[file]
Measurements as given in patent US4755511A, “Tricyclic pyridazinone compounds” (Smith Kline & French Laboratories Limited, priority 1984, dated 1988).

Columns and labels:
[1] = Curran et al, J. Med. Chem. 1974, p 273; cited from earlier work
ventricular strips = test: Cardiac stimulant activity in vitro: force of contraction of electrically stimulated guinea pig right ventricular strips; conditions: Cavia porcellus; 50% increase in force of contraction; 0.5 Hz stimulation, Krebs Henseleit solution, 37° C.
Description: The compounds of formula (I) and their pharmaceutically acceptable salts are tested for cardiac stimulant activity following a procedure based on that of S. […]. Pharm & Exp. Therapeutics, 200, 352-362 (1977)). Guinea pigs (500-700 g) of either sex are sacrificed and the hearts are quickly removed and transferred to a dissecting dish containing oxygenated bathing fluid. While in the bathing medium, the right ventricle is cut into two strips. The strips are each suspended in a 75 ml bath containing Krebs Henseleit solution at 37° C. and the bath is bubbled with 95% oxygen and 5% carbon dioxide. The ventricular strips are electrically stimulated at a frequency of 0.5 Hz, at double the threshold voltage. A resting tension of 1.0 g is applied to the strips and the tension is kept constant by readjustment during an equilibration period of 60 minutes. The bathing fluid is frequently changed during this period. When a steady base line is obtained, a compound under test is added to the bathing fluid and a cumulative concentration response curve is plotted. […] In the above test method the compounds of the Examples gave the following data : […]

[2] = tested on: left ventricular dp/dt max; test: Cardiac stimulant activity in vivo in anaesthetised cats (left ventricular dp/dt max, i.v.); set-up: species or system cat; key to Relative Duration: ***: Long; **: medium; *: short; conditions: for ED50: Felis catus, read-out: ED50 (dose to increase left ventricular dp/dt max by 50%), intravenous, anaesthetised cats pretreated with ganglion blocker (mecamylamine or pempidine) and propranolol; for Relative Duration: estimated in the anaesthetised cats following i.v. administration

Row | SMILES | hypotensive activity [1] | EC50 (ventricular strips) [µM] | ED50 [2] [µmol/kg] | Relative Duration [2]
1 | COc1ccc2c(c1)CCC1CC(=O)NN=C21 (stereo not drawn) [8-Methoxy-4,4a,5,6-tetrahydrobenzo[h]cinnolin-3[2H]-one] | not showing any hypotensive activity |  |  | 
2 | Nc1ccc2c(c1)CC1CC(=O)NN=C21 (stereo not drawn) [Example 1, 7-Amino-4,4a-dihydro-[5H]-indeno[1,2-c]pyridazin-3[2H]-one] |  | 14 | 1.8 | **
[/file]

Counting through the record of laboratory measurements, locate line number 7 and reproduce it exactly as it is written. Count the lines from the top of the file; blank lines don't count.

Row | SMILES | hypotensive activity [1] | EC50 (ventricular strips) [µM] | ED50 [2] [µmol/kg] | Relative Duration [2]